Linda Poon is an assistant editor at CityLab covering science and urban technology, including smart cities and climate change. She previously covered global health and development for NPR’s Goats and Soda blog.
A roundup of the best stories on cities and urbanism we've come across in the past seven days.
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“Aliens, Archaeology, and the Atomic Bomb: A Road Trip Through the Ruins of the American West,” Brian Phillips, MTV
From the air, I did the inevitable thing, the thing anyone who flies into Roswell must do: I imagined I was looking down from a flying saucer. The outline of the town had surely changed, but the pale gray desert where it’s set would have looked more or less the same on July 4, 1947, the approximate date when, depending on whom you believe, either a military surveillance balloon listening for Soviet atomic activity or a spacecraft of extraplanetary origin went down during a violent storm, fireballing to the ground at a ranch 30 miles north of the city. Depending, again, on which source you trust, this mysterious silvery object either did or did not fall to earth so hard that it left a 500-foot scar in its wake, and the resulting twisted wreckage either did or did not contain a number of alien corpses, the number itself being intensely disputed, which may or may not have been taken to the nearby Roswell Army Air Field, flown to Washington, D.C., to be viewed by Dwight Eisenhower, and/or transported, along with the remains of their craft and its potentially recoverable advanced extraplanetary technology, to the secret military installation known as Area 51, in Nevada, where they were autopsied, or not, and/or redeployed in military applications whose potential significance and unimaginable danger to humankind absolutely boggle the mind, or else are total bunk.
“How One Virginia City Is Re-Framing Sea-Level Rise as an Opportunity,” Carolyn Beeler, PRI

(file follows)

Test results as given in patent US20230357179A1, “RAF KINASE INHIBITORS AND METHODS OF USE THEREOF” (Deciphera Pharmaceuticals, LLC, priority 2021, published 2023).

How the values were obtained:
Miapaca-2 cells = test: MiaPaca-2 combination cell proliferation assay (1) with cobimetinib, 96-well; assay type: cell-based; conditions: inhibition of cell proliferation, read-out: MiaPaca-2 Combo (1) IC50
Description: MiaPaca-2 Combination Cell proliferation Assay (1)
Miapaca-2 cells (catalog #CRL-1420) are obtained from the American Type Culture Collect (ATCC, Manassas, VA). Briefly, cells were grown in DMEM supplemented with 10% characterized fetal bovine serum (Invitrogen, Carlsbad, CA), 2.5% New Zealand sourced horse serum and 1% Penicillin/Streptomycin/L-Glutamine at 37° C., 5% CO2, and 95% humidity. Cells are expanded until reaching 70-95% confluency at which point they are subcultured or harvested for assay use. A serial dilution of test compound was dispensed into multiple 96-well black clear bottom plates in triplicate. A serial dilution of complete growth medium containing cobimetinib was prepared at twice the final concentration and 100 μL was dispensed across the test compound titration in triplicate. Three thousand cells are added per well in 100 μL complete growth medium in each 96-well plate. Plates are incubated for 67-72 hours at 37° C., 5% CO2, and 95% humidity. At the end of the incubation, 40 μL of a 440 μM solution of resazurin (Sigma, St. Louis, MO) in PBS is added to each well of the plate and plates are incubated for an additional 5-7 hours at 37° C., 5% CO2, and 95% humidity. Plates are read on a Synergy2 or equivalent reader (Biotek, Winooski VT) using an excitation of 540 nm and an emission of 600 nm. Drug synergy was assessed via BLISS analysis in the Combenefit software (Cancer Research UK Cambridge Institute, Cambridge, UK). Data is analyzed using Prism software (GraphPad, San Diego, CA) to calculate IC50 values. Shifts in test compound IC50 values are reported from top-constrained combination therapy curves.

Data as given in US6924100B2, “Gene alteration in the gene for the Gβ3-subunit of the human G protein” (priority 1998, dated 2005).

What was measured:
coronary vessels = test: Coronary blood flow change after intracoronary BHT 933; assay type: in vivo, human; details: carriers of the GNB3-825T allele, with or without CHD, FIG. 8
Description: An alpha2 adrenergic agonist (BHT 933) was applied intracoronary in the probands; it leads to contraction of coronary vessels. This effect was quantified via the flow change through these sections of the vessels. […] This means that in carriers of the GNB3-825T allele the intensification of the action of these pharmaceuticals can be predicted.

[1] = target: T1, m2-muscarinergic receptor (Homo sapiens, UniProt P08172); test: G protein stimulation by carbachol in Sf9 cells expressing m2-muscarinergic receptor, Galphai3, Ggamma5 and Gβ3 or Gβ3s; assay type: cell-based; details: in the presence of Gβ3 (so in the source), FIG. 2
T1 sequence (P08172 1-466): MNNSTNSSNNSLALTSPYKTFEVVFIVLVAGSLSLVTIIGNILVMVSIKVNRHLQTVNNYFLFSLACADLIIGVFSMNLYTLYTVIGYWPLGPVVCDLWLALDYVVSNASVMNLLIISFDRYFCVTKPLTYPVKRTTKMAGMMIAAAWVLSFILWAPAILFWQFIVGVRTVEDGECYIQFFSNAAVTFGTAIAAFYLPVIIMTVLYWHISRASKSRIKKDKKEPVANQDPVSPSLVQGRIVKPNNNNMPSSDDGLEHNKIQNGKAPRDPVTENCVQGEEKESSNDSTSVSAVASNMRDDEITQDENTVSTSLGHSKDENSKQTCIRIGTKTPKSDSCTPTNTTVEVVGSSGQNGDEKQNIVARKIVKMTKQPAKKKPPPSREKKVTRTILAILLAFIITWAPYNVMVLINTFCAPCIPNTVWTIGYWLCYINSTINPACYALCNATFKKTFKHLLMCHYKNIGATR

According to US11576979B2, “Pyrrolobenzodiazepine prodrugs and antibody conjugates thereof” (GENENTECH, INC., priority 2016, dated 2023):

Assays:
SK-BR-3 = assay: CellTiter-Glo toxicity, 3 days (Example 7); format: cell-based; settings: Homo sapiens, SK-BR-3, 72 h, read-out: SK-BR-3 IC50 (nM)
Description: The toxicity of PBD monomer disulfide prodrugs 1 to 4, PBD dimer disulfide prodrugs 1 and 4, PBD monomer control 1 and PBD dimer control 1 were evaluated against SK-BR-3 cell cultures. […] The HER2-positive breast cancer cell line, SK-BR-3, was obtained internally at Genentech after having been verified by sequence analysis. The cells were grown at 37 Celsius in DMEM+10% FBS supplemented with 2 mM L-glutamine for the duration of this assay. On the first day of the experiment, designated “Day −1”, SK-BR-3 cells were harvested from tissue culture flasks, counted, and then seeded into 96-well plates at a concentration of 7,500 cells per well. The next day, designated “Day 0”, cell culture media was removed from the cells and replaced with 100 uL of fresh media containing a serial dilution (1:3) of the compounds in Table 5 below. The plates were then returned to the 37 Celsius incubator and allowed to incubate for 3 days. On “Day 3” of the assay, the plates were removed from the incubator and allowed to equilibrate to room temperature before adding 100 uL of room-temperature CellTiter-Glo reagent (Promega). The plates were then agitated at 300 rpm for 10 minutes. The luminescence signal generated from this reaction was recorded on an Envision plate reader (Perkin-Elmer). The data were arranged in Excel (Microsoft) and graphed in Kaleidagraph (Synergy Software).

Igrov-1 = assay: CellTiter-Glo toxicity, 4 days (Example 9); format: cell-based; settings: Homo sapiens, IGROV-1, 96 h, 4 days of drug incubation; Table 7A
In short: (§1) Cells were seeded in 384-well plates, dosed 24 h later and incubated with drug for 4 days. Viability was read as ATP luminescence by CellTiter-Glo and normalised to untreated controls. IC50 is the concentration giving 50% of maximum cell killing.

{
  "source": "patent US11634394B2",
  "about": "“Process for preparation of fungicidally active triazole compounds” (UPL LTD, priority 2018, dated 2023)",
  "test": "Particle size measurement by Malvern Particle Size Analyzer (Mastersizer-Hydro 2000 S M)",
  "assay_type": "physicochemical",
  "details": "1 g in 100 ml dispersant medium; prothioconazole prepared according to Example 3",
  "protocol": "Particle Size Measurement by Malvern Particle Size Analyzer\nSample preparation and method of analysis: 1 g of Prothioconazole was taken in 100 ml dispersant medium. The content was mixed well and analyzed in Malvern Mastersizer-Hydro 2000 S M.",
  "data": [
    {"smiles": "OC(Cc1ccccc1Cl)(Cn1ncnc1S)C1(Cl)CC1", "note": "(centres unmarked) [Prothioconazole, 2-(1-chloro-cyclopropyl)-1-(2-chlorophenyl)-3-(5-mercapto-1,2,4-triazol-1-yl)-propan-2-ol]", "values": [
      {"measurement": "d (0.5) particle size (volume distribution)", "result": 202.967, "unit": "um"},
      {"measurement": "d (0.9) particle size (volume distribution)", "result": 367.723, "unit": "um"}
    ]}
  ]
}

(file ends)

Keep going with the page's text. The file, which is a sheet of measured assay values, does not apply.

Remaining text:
Adaptation and mitigation will cost the world billions, maybe trillions, of dollars. It’ll be a massive hit to the global economy.
Add to that list the city of Norfolk, Virginia.
Norfolk businesses, universities, and even the local government itself in the low-lying coastal city are trying to re-frame the risk of sea-level rise as an opportunity.
“SF Homeless Problem Looks the Same as It Did 20 Years Ago,” Kevin Fagan, San Francisco Chronicle
Fifty years ago, the destitute figures who dotted America’s streets were called winos and hobos, and in San Francisco they mainly stuck to Third Street’s Skid Row.
Then, with the end of the Vietnam War, battle-shocked veterans began filling urban alleyways. The 1980s brought Reaganomics’ decimation of federal social and housing programs, and a cascade of the poor and mentally ill landed on the streets.
By the end of that decade, a new term had entered the lexicon of San Francisco and the rest of the nation: homeless.
“Translating the Rise of City-Specific Emojis,” Jackie Strawbridge, Next City
For a fun end-of-summer article last year, the Village Voice imagined 30 emojis that illustrate the sometimes “breathtakingly beautiful,” sometimes “baffling” moments that New Yorkers experience on a daily basis.
“More than anywhere else, life in New York demands its own set of specific emoji to be used in a variety of ways to reflect the colorful, wonderful people, places, events, and emotions that amount to residing here,” the Voice wrote at the time.
Their proposed emoji — eventually made a reality by the mobile advertising firm Swyft Media — homed in on NYC-specific experiences that aren’t captured by the standard Unicode emojis that have come to dominate many texts and tweets.
“Are You My Uber?” Aaron Devine, McSweeney’s
A foppish hipster fell off his barstool. The floor rose up to meet him. “I must call myself an Uber,” he slurred. And out of the bar he went.
Outside, the streetlamps blurred and the ground seemed to wobble. There were many cars like colored eggs, but none that sought him out.
“Where is my Uber?” the hipster asked. He plodded along the curb, but did not see his Uber anywhere. “I will go and look for it.”